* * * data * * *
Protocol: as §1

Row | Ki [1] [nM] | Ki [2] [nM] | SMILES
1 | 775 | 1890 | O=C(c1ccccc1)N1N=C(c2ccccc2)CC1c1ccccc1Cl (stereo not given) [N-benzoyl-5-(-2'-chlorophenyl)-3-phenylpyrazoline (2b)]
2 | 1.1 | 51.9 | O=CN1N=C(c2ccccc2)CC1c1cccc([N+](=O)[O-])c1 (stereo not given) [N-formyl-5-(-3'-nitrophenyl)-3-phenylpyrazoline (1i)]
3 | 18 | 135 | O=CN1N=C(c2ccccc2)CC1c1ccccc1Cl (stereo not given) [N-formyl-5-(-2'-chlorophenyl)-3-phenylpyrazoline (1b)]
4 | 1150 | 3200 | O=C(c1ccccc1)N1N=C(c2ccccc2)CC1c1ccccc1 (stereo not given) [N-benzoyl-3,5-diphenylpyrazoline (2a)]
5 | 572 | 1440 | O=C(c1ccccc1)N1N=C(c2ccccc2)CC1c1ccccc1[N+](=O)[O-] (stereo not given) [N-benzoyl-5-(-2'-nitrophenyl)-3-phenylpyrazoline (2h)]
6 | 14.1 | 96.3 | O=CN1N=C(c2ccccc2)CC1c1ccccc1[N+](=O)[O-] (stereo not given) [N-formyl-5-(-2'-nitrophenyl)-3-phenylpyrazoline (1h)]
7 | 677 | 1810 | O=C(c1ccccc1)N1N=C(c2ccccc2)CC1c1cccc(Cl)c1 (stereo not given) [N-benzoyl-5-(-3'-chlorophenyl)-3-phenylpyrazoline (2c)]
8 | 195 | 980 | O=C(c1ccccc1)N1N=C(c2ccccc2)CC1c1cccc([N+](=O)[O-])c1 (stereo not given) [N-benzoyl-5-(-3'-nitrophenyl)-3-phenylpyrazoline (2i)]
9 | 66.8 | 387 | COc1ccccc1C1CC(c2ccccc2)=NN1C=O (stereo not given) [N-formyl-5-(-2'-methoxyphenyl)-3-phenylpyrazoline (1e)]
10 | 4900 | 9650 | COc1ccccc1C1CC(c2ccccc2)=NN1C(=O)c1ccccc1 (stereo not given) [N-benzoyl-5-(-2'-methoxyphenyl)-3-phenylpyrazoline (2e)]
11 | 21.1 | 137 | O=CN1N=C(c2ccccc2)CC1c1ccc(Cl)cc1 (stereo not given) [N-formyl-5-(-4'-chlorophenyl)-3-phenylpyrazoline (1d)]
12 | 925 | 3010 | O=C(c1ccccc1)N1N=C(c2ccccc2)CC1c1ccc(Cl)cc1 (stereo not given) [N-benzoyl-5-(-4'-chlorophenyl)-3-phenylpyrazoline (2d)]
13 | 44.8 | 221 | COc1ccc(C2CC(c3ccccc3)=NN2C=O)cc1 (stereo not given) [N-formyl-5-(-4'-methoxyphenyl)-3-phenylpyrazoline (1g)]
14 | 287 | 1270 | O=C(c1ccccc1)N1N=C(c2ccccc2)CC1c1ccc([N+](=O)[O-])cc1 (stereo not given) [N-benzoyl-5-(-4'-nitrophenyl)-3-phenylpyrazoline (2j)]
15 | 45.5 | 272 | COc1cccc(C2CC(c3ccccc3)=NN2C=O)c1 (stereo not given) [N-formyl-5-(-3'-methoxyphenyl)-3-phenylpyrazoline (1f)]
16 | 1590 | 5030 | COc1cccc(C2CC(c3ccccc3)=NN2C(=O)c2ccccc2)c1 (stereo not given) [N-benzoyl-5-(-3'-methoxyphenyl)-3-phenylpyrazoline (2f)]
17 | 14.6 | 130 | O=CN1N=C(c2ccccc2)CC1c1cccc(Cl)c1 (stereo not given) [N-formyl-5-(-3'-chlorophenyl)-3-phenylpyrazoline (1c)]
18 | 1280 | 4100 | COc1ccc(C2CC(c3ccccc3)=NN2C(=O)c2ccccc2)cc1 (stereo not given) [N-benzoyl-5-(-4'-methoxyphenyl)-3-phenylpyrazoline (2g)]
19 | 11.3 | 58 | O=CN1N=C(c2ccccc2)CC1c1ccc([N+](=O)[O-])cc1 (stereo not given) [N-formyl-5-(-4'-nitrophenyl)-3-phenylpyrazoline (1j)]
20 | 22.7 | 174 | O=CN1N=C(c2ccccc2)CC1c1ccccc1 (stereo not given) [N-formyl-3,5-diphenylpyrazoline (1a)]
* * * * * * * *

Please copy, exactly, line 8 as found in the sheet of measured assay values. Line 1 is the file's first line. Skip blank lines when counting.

6 | 14.1 | 96.3 | O=CN1N=C(c2ccccc2)CC1c1ccccc1[N+](=O)[O-] (stereo not given) [N-formyl-5-(-2'-nitrophenyl)-3-phenylpyrazoline (1h)]